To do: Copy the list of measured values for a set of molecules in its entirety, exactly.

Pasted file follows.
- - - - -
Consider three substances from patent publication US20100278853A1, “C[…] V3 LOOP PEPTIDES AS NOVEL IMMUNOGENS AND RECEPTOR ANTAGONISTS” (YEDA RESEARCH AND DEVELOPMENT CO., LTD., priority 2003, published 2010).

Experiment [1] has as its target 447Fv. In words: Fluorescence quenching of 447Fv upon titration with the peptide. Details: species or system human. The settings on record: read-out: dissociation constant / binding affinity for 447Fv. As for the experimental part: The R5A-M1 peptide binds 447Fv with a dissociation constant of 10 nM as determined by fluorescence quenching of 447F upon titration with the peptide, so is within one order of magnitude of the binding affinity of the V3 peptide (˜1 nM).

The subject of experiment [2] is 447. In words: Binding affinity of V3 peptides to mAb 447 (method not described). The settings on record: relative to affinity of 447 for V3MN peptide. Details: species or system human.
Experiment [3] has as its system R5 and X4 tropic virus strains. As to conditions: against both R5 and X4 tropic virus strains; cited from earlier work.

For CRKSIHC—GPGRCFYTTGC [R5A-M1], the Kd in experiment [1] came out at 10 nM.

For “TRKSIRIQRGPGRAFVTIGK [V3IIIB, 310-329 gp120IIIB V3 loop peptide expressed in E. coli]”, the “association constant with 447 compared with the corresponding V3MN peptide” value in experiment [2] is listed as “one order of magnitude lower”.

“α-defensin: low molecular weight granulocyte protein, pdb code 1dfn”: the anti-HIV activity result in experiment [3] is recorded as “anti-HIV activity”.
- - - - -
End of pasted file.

Consider three substances from patent publication US20100278853A1, “C[…] V3 LOOP PEPTIDES AS NOVEL IMMUNOGENS AND RECEPTOR ANTAGONISTS” (YEDA RESEARCH AND DEVELOPMENT CO., LTD., priority 2003, published 2010).

Experiment [1] has as its target 447Fv. In words: Fluorescence quenching of 447Fv upon titration with the peptide. Details: species or system human. The settings on record: read-out: dissociation constant / binding affinity for 447Fv. As for the experimental part: The R5A-M1 peptide binds 447Fv with a dissociation constant of 10 nM as determined by fluorescence quenching of 447F upon titration with the peptide, so is within one order of magnitude of the binding affinity of the V3 peptide (˜1 nM).

The subject of experiment [2] is 447. In words: Binding affinity of V3 peptides to mAb 447 (method not described). The settings on record: relative to affinity of 447 for V3MN peptide. Details: species or system human.
Experiment [3] has as its system R5 and X4 tropic virus strains. As to conditions: against both R5 and X4 tropic virus strains; cited from earlier work.

For CRKSIHC—GPGRCFYTTGC [R5A-M1], the Kd in experiment [1] came out at 10 nM.

For “TRKSIRIQRGPGRAFVTIGK [V3IIIB, 310-329 gp120IIIB V3 loop peptide expressed in E. coli]”, the “association constant with 447 compared with the corresponding V3MN peptide” value in experiment [2] is listed as “one order of magnitude lower”.

“α-defensin: low molecular weight granulocyte protein, pdb code 1dfn”: the anti-HIV activity result in experiment [3] is recorded as “anti-HIV activity”.